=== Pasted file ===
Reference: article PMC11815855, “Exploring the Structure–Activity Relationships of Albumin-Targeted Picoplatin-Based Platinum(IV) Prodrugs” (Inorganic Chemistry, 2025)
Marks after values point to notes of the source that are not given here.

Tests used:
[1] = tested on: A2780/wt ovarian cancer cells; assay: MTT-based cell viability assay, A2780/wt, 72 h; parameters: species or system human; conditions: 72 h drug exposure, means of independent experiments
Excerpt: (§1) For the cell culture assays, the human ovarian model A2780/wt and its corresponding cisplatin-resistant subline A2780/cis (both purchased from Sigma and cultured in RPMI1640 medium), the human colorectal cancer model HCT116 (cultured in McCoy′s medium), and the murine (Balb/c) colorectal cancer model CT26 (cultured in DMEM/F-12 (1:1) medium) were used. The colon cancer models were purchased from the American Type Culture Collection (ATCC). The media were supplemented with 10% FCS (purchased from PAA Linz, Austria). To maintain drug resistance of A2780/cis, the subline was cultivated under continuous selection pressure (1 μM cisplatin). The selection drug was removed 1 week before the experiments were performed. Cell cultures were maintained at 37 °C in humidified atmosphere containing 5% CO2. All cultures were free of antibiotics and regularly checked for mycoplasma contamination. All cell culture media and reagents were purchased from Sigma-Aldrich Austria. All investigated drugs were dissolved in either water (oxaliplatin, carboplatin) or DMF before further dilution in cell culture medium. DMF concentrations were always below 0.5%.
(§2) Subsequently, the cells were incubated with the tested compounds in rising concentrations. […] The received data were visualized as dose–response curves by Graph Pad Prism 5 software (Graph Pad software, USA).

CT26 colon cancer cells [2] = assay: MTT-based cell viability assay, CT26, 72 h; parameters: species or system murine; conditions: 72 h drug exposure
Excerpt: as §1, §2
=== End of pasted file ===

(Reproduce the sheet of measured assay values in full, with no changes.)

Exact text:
Reference: article PMC11815855, “Exploring the Structure–Activity Relationships of Albumin-Targeted Picoplatin-Based Platinum(IV) Prodrugs” (Inorganic Chemistry, 2025)
Marks after values point to notes of the source that are not given here.

Tests used:
[1] = tested on: A2780/wt ovarian cancer cells; assay: MTT-based cell viability assay, A2780/wt, 72 h; parameters: species or system human; conditions: 72 h drug exposure, means of independent experiments
Excerpt: (§1) For the cell culture assays, the human ovarian model A2780/wt and its corresponding cisplatin-resistant subline A2780/cis (both purchased from Sigma and cultured in RPMI1640 medium), the human colorectal cancer model HCT116 (cultured in McCoy′s medium), and the murine (Balb/c) colorectal cancer model CT26 (cultured in DMEM/F-12 (1:1) medium) were used. The colon cancer models were purchased from the American Type Culture Collection (ATCC). The media were supplemented with 10% FCS (purchased from PAA Linz, Austria). To maintain drug resistance of A2780/cis, the subline was cultivated under continuous selection pressure (1 μM cisplatin). The selection drug was removed 1 week before the experiments were performed. Cell cultures were maintained at 37 °C in humidified atmosphere containing 5% CO2. All cultures were free of antibiotics and regularly checked for mycoplasma contamination. All cell culture media and reagents were purchased from Sigma-Aldrich Austria. All investigated drugs were dissolved in either water (oxaliplatin, carboplatin) or DMF before further dilution in cell culture medium. DMF concentrations were always below 0.5%.
(§2) Subsequently, the cells were incubated with the tested compounds in rising concentrations. […] The received data were visualized as dose–response curves by Graph Pad Prism 5 software (Graph Pad software, USA).

CT26 colon cancer cells [2] = assay: MTT-based cell viability assay, CT26, 72 h; parameters: species or system murine; conditions: 72 h drug exposure
Excerpt: as §1, §2